Now with overall broadband penetration in U.S. homes topping 63% and approximately 95% among active Internet users, according to Pew Internet and America Life Surveys, respectively, there is no question that day has come. Consumers are turning to the net for everything from health advice to shopping to planning vacations or even a Saturday night get-together with friends.
But as more consumers move in to “settle the net,” it’s driving out the Wild West advertising practices that once prevailed. Once pioneers, ad networks must adapt to the new, more civilized environment or become marginalized as outlaws.
Looking ahead, I see two major trends in store for ad networks.
Cleaner Business Practices
Past abuses have to led to a crackdown. Overly aggressive and deceptive practices by online advertisers have produced a rising tide of consumer complaints that has caught the attention of the more proactive, activist and aggressive regulatory powers that be.
Regulatory pressures, litigation and prosecutions will continue to mount against both advertisers and publishers who engage in marginal marketing behavior. Some recent examples are:
Oct. 5, 2009 — FTC: “…[A]dvertisements that feature a consumer and convey his or her experience with a product or service as typical when that is not the case will be required to clearly disclose the results that consumers can generally expect.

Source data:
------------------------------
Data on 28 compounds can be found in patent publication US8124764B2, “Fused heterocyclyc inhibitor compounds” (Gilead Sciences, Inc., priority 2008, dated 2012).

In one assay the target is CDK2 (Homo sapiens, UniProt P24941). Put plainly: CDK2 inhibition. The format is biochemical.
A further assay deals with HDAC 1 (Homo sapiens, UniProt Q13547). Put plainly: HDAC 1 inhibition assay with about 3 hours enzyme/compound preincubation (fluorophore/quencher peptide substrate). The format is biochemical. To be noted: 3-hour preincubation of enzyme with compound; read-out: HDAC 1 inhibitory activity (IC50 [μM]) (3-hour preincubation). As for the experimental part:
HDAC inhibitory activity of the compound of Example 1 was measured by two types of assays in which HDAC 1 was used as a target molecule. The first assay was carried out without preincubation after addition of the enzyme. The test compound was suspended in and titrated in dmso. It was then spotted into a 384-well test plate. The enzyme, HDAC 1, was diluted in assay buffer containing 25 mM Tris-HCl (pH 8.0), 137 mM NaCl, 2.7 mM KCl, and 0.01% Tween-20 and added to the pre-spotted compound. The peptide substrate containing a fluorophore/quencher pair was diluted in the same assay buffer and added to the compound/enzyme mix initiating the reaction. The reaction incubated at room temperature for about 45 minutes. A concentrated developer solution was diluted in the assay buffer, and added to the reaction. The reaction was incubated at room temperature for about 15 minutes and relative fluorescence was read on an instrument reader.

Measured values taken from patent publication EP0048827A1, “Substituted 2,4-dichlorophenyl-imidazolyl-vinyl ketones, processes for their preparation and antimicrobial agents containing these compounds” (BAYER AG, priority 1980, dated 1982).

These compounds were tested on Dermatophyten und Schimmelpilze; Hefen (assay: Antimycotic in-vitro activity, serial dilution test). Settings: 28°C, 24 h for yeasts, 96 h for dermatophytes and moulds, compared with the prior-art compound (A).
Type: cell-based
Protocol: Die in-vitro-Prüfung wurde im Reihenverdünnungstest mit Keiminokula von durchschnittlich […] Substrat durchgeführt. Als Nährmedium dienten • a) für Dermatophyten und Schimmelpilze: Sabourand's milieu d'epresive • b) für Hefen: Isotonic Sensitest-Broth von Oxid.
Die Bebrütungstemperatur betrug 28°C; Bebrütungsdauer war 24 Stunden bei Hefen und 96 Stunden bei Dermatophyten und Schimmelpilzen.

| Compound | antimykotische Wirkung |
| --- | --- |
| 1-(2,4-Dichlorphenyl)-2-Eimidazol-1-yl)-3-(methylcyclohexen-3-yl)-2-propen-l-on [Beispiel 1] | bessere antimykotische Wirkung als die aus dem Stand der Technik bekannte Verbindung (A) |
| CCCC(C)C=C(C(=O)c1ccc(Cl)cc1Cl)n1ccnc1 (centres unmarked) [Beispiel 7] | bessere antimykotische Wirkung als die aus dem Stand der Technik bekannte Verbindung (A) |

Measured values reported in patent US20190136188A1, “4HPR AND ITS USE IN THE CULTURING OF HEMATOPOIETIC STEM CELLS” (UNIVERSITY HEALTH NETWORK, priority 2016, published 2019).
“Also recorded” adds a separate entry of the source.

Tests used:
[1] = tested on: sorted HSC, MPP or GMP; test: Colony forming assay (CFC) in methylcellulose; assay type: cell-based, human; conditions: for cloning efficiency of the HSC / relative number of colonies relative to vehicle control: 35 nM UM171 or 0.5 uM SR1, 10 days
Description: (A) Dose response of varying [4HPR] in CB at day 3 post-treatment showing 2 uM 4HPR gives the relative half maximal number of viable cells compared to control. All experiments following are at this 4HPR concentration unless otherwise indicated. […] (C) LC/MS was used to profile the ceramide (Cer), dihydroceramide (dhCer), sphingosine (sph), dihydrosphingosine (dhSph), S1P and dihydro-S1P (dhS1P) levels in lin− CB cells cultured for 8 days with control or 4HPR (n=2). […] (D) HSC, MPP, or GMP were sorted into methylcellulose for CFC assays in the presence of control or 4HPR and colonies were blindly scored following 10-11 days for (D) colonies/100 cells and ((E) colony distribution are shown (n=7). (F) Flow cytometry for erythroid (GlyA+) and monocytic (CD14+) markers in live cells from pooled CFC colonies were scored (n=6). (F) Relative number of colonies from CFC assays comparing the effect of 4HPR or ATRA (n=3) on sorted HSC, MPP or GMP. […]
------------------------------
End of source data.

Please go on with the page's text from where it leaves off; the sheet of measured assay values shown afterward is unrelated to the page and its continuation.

“…[B]oth advertisers and endorsers may be liable for false or unsubstantiated claims made in an endorsement -– or for failure to disclose material connections between the advertiser and endorsers.”
Aug. 19, 2009 – Illinois Attorney General and Oprah: “ Attorney General Lisa Madigan… filed consumer fraud lawsuits against three suppliers and a local affiliate marketer of acai berry products charging that the companies lure customers with free trial offers –- through aggressive Internet marketing techniques –- and then charge customers’ credit cards prematurely, do not always supply the product and make it nearly impossible to cancel.
“In addition, Harpo, Inc., producers of ‘The Oprah Winfrey Show’ and ‘The Dr. Oz Show,’ along with Dr. Mehmet Oz, filed a trademark infringement complaint today against 40 Internet marketers of dietary supplements, including acai berry products among others.”
July 15, 2009 –- FTC: Federal Trade Commission Chairman Jon Leibowitz, joined by California Attorney General Jerry Brown, today announced Operation Loan Lies, a coordinated national law enforcement effort to crack down on mortgage modification scams.
July 7, 2009 –- FTC: “The Federal Trade Commission today announced a law enforcement crackdown on scammers… promising non-existent jobs; promoting overhyped get-rich-quick plans, bogus government grants, and phony debt-reduction services; or putting unauthorized charges on consumers’ credit or debit cards.”
To protect their customers and provide a more positive user experience, Google, Yahoo! and others are becoming more restrictive in the types of ads they’ll take, and requiring more verifications and disclaimers to comply. Some recent examples are: